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David Muthukumar Sivasubramanian

Abstract

Universal salvation (apokatastasis), once considered as an anathema, has recently gained a lot of currency in theological reflections. This paper will attempt to explore the possibilities for such a universal restitution of all creation using Irenaeus’ conception of the double mission of the Son and the Spirit in relation to creation as “the two hands with which God creates and perfects.” Toward this purpose, it will try to address the inherent limitations within the traditional notion of conceiving Christ as the Redeemer and the Spirit as the Sanctifier that has often resulted in a binary understanding of the role of Christ as “objective” and that of the Spirit as “subjective.” It will argue for a complementary understanding of the “twin mission” through a dialectical-chiastic pattern that will balance the subjective-objective and particular-universal aspects of the Logos and the Ruach.

Clarifying the Eclipse

Ascetics, Politics, and the Poetics of Power in Post-Roman Iberia

David Ungvary

Abstract

This essay examines a literary exchange between the Visigothic poet-king Sisebut (612-621 AD) and his scholar-bishop Isidore of Seville following an anomalous sequence of eclipses. After Sisebut commissioned a scientific treatise from Isidore on such natural phenomena, he responded to the bishop’s prose with a short poem on lunar eclipses (De eclipsi lunae). This study interprets the exchange of texts not as a literary game, but as high-stakes political correspondence. It situates the king’s verses in an ongoing process of cultural construction in Visigothic Spain, led prominently by Isidore himself, but also tied to a rising ascetic movement. It argues that Sisebut was attuned to Isidore’s designs to manage the discourses through which Christian power was proclaimed, and shows how the king attempted to versify in accord with scientific truth so as to fit within Isidore’s ascetic intellectual program.

David Ngong

Abstract

This article argues that Emmanuel Katongole’s theology focuses on contesting conversions in African Christianity. To him, conversions that have so far taken place in much of African Christianity, especially those informed by the theology of inculturation, have not adequately emphasized the formation of critical Christian social imagination that would challenge the violent politics of the postcolonial nation-state in Africa. The article engages Katongole’s theology by showing how his understanding of conversion aligns him with a form of African Christianity which he criticizes – the neo-Pentecostal and Charismatic variety of African Christianity. It critiques Katongole’s proposal by suggesting that the social and political transformation he seeks may be enhanced by forms of conversion rooted in the theology of inculturation which he minimizes.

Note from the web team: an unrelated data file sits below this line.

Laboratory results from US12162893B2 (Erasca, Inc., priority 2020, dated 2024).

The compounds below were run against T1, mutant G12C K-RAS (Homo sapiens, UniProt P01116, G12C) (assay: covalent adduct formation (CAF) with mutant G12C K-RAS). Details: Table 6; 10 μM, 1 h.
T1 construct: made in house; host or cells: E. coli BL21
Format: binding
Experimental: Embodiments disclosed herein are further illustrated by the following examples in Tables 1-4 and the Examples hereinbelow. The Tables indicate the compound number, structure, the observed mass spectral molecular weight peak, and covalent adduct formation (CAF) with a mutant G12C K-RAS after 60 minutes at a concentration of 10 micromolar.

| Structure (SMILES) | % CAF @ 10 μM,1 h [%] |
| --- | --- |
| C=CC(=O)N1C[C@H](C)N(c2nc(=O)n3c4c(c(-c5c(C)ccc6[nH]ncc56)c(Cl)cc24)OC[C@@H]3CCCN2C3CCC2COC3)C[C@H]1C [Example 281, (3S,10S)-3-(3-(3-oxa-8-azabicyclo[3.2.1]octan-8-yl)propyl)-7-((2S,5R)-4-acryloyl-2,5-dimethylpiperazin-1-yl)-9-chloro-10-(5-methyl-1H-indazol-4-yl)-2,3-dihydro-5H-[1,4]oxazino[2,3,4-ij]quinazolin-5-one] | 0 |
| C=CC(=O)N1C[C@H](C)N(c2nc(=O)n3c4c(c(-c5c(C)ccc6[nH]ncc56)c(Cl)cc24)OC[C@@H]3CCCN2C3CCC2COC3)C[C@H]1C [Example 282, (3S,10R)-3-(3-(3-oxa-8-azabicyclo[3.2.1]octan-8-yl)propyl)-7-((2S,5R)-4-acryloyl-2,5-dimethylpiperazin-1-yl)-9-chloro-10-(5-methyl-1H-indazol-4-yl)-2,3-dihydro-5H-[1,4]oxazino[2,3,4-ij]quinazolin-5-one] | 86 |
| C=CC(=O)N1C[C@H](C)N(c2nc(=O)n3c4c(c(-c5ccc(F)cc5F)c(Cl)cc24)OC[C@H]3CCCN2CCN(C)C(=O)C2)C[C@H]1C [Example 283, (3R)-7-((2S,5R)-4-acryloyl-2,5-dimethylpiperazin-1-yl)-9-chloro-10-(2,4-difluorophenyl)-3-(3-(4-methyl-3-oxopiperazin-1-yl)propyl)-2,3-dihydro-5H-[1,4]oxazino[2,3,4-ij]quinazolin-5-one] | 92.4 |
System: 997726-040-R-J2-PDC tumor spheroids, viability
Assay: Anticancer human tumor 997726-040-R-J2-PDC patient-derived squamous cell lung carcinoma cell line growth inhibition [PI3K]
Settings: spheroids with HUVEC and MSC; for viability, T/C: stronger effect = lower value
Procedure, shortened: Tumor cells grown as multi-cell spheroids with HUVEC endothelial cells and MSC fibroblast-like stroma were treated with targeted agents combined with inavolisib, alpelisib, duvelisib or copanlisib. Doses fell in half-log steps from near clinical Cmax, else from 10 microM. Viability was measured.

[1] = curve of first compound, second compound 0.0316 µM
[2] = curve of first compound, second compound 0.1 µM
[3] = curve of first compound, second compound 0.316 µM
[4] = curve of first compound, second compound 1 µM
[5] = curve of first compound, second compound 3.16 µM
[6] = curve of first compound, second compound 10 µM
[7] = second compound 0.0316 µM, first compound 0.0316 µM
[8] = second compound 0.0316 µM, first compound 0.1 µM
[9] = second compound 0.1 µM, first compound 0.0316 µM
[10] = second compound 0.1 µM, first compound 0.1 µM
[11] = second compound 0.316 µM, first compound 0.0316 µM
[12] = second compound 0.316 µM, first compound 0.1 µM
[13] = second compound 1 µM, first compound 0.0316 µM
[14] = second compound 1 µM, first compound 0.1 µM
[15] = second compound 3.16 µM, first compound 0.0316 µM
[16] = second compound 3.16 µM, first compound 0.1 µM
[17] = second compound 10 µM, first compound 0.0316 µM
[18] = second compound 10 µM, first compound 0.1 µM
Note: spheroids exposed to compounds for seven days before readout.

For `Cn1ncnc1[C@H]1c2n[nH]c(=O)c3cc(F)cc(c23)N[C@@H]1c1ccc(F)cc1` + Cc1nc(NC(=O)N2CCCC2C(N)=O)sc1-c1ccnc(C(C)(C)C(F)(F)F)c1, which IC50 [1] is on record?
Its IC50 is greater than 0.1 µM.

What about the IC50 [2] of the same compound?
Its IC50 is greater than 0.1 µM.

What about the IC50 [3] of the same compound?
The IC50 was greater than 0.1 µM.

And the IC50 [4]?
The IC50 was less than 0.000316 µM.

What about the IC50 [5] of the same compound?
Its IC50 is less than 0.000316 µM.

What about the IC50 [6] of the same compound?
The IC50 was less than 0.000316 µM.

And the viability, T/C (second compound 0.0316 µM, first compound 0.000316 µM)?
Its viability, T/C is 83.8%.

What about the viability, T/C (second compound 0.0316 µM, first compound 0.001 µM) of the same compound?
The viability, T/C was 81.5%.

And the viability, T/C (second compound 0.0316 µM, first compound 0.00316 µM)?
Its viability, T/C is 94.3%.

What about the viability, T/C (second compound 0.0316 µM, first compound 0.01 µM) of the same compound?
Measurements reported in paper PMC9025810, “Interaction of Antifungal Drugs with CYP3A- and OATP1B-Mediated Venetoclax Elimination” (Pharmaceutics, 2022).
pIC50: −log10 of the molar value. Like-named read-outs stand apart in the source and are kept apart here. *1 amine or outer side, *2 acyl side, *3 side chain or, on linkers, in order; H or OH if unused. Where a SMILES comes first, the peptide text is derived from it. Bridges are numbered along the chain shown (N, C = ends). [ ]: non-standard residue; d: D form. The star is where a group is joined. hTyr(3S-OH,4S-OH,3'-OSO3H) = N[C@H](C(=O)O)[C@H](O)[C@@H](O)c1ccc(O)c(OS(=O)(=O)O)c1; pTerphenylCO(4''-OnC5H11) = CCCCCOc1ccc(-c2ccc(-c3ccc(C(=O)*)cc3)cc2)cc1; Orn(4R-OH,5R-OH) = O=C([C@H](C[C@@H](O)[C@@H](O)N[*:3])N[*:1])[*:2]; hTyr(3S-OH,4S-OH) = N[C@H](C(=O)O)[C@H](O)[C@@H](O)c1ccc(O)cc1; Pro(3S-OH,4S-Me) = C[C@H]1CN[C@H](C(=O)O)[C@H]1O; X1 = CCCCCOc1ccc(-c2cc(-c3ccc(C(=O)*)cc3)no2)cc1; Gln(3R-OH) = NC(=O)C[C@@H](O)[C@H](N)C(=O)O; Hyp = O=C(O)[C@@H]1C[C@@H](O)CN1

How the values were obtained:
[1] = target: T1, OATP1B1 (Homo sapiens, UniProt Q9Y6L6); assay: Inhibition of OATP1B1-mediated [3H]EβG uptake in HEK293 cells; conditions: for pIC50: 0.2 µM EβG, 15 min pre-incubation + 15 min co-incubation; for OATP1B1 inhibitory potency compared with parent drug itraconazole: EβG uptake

Steve Taylor

Abstract

This essay analyzes Christian witness, applying a post-colonial lens to Drusilla Modjeska’s The Mountain to account for conversion and transformation in Papua New Guinea. A hapkas (half-caste) Christology of indigenous agency, communal transformation and hybridity is examined in dialogue with New Testament themes of genealogy, redemption as gift and Jesus as the new Adam. Jesus as “good man true” is placed in critical dialogue with masculine identity tropes in Melanesian anthropology. Jesus as ancestor gift of Canaanite descent is located in relation to scholarship that respects indigenous cultures as Old Testament and post-colonial theologies of revelation which affirm cultural hybridity and indigenous innovation in conversion across cultures. This hapkas Christology demonstrates how a received message of Christian mission is transformed in a crossing of cultures.

Kirsteen Kim

Holger Szesnat

Abstract

This paper is a response to Alice Whealey’s proposal concerning the authorship of certain fragments traditionally assigned to Eusebius of Caesarea, arguing that they are more likely the work of his pupil, Eusebius of Emesa. The paper considers the manuscript evidence, specifically the lemmata in Vat.gr. 1611, in relation to the internal evidence considered by Whealey.